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It’s me again. How have you been? How is the family? Hope you had a good holiday season and that you didn’t have to smite too many people who drove too slow in the left lane. Give Moses my best.

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The 2022 annual regular session of the legislature has begun. It began Jan. 11 and constitutionally can last three and one-half months, which would have it ending at the end of April.

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Democrats control the White House, the Senate, and the House of Representatives, but they still are unable to pass their unpopular agenda through the legislative. 

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I’ll call her Melinda. Melinda is 77 years young, the mother of two. She is your typical American grandma.

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This year’s midterm congressional elections will be the political story of the year in American politics. The U.S. House of Representatives will be in play big time. Whichever party has the majority has all the power.

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The day before New Year’s Eve. I was stuck in Birmingham rush hour. A ten-mile line of standstill traffic stretched before me. It looked like I wouldn’t be getting home until sometime around the next papal installation.

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I hope you and your family had a Merry Christmas!

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It was the night after Christmas, and Birmingham was quiet. I was on a walk through a neighborhood, watching street lights wink on at dusk.

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As has been my custom for 18 years, I like for my year end column to be a remembrance of Alabama political figures who have passed away during the year.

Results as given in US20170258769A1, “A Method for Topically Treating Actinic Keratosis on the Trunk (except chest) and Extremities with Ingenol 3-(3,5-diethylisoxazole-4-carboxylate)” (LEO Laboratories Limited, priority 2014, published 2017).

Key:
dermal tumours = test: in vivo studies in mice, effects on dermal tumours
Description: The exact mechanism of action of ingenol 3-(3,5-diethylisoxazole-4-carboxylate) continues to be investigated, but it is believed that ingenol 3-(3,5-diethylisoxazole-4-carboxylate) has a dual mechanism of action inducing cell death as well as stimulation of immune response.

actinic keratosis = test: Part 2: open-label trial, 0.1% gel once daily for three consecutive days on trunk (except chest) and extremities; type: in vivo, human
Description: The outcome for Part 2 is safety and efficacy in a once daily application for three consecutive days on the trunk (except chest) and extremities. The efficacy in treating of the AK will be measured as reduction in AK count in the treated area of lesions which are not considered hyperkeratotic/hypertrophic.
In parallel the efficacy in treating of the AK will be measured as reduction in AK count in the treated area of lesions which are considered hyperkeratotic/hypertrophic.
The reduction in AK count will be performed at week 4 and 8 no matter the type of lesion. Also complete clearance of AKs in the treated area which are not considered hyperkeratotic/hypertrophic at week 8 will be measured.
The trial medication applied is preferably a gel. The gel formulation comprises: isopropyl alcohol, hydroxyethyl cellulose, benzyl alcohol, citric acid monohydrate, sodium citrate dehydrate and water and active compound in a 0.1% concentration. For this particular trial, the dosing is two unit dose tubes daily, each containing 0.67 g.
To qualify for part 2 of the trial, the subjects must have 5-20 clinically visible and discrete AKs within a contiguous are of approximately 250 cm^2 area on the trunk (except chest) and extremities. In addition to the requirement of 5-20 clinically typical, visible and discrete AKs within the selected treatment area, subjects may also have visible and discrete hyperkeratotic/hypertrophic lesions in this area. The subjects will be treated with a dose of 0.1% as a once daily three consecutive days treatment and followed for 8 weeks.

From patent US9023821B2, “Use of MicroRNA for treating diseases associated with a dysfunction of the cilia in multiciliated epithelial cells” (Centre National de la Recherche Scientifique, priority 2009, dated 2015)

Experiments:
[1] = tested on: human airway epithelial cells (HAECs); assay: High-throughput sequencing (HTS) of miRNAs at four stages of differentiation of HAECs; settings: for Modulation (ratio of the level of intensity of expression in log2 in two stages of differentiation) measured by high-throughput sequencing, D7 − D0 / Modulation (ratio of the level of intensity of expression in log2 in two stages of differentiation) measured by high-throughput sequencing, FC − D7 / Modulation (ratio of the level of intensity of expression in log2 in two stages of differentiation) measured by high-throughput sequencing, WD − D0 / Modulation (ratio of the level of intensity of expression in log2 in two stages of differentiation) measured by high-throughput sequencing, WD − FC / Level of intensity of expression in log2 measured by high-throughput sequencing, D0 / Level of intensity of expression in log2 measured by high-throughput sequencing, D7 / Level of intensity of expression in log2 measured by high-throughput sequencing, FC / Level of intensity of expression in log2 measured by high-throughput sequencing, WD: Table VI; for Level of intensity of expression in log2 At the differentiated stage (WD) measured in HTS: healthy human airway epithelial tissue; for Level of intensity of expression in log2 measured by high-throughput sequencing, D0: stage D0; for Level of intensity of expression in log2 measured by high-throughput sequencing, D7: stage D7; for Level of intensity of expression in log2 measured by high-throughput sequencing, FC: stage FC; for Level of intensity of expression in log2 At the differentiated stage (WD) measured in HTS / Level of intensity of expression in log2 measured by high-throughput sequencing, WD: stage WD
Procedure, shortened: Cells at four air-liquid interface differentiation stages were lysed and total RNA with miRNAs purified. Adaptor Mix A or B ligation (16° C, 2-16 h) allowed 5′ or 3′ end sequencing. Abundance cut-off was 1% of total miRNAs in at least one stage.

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Supporting American men and women in uniform is one of the most important responsibilities of Congress, and passing the annual National Defense Authorization Act (NDAA) is one of our primary tools. 

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Legendary state senator Jimmy Holley has decided to not seek reelection to the State Senate next year after 44 years in the legislature. He will be missed in the State Senate.

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What can I say about South Dale Ems?

As a new person to the community, I wanted to feel the place out. Some places are cold and feeling of not a warm welcoming. But I was wrong about this place.

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The year 2022 was anticipated to be an exciting competitive election year. However, it is going to be a yawn of a political year. If you thought there was no competition for the constitutional offices and the House of Representatives’ seats in next year’s elections, then you have not seen anything like the lack of turnover in the Alabama State Senate.

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I was 11. I was invited to try out for the Christmas community choir. A lady visited our church to conduct the auditions.

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Our great country was founded on the idea that freedom leads to prosperity — the American dream. This country gives you the opportunity to live the life you dream because with hard work, anything is possible.

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My neighborhood Gateway Estates has a 25 MPH maximum speed limit, yet I have tracked people driving over 59 MPH on my street, over 50 percent of traffic does not heed the 25 MPH maximum limit, 

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Each Nov. 11, Americans come together to honor our nation’s heroes. This year, I had the honor of speaking at Veterans Day events in Prattville and Wetumpka to thank our many veterans and their families for their service and sacrifice.